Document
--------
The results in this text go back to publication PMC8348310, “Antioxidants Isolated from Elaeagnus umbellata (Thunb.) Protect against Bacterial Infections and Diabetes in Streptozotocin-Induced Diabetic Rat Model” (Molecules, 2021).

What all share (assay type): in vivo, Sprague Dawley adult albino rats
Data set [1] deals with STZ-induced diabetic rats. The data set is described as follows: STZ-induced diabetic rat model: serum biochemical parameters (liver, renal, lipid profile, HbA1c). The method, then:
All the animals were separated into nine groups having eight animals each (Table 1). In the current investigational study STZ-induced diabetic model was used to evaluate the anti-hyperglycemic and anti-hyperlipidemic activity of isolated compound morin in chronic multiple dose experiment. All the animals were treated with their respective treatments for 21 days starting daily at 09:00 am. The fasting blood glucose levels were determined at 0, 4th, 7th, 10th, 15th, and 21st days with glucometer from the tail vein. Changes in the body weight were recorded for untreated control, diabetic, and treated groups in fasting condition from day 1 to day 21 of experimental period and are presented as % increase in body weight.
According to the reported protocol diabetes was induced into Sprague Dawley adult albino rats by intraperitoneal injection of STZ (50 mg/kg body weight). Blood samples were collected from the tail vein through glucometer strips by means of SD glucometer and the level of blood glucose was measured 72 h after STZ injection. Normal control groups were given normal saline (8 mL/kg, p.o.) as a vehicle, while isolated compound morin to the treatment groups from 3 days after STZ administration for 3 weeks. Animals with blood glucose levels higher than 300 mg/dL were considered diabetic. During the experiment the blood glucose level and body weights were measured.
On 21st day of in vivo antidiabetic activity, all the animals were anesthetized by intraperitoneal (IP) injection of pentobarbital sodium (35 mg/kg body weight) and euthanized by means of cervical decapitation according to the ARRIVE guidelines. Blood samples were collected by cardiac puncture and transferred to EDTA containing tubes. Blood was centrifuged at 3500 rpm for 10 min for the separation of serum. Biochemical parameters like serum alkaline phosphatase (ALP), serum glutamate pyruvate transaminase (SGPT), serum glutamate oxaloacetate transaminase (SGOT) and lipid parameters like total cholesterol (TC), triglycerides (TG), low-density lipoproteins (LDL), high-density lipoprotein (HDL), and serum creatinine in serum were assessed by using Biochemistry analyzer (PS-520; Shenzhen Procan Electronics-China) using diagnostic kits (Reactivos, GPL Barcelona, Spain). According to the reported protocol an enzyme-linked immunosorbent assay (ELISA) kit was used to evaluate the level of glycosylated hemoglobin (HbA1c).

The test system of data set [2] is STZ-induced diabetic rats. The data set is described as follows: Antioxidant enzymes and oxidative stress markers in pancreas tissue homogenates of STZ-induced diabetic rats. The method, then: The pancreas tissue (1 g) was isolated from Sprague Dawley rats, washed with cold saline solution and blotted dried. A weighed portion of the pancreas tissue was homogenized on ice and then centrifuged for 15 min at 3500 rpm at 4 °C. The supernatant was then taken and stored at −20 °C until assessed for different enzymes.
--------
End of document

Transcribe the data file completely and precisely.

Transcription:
The results in this text go back to publication PMC8348310, “Antioxidants Isolated from Elaeagnus umbellata (Thunb.) Protect against Bacterial Infections and Diabetes in Streptozotocin-Induced Diabetic Rat Model” (Molecules, 2021).

What all share (assay type): in vivo, Sprague Dawley adult albino rats
Data set [1] deals with STZ-induced diabetic rats. The data set is described as follows: STZ-induced diabetic rat model: serum biochemical parameters (liver, renal, lipid profile, HbA1c). The method, then:
All the animals were separated into nine groups having eight animals each (Table 1). In the current investigational study STZ-induced diabetic model was used to evaluate the anti-hyperglycemic and anti-hyperlipidemic activity of isolated compound morin in chronic multiple dose experiment. All the animals were treated with their respective treatments for 21 days starting daily at 09:00 am. The fasting blood glucose levels were determined at 0, 4th, 7th, 10th, 15th, and 21st days with glucometer from the tail vein. Changes in the body weight were recorded for untreated control, diabetic, and treated groups in fasting condition from day 1 to day 21 of experimental period and are presented as % increase in body weight.
According to the reported protocol diabetes was induced into Sprague Dawley adult albino rats by intraperitoneal injection of STZ (50 mg/kg body weight). Blood samples were collected from the tail vein through glucometer strips by means of SD glucometer and the level of blood glucose was measured 72 h after STZ injection. Normal control groups were given normal saline (8 mL/kg, p.o.) as a vehicle, while isolated compound morin to the treatment groups from 3 days after STZ administration for 3 weeks. Animals with blood glucose levels higher than 300 mg/dL were considered diabetic. During the experiment the blood glucose level and body weights were measured.
On 21st day of in vivo antidiabetic activity, all the animals were anesthetized by intraperitoneal (IP) injection of pentobarbital sodium (35 mg/kg body weight) and euthanized by means of cervical decapitation according to the ARRIVE guidelines. Blood samples were collected by cardiac puncture and transferred to EDTA containing tubes. Blood was centrifuged at 3500 rpm for 10 min for the separation of serum. Biochemical parameters like serum alkaline phosphatase (ALP), serum glutamate pyruvate transaminase (SGPT), serum glutamate oxaloacetate transaminase (SGOT) and lipid parameters like total cholesterol (TC), triglycerides (TG), low-density lipoproteins (LDL), high-density lipoprotein (HDL), and serum creatinine in serum were assessed by using Biochemistry analyzer (PS-520; Shenzhen Procan Electronics-China) using diagnostic kits (Reactivos, GPL Barcelona, Spain). According to the reported protocol an enzyme-linked immunosorbent assay (ELISA) kit was used to evaluate the level of glycosylated hemoglobin (HbA1c).

The test system of data set [2] is STZ-induced diabetic rats. The data set is described as follows: Antioxidant enzymes and oxidative stress markers in pancreas tissue homogenates of STZ-induced diabetic rats. The method, then: The pancreas tissue (1 g) was isolated from Sprague Dawley rats, washed with cold saline solution and blotted dried. A weighed portion of the pancreas tissue was homogenized on ice and then centrifuged for 15 min at 3500 rpm at 4 °C. The supernatant was then taken and stored at −20 °C until assessed for different enzymes.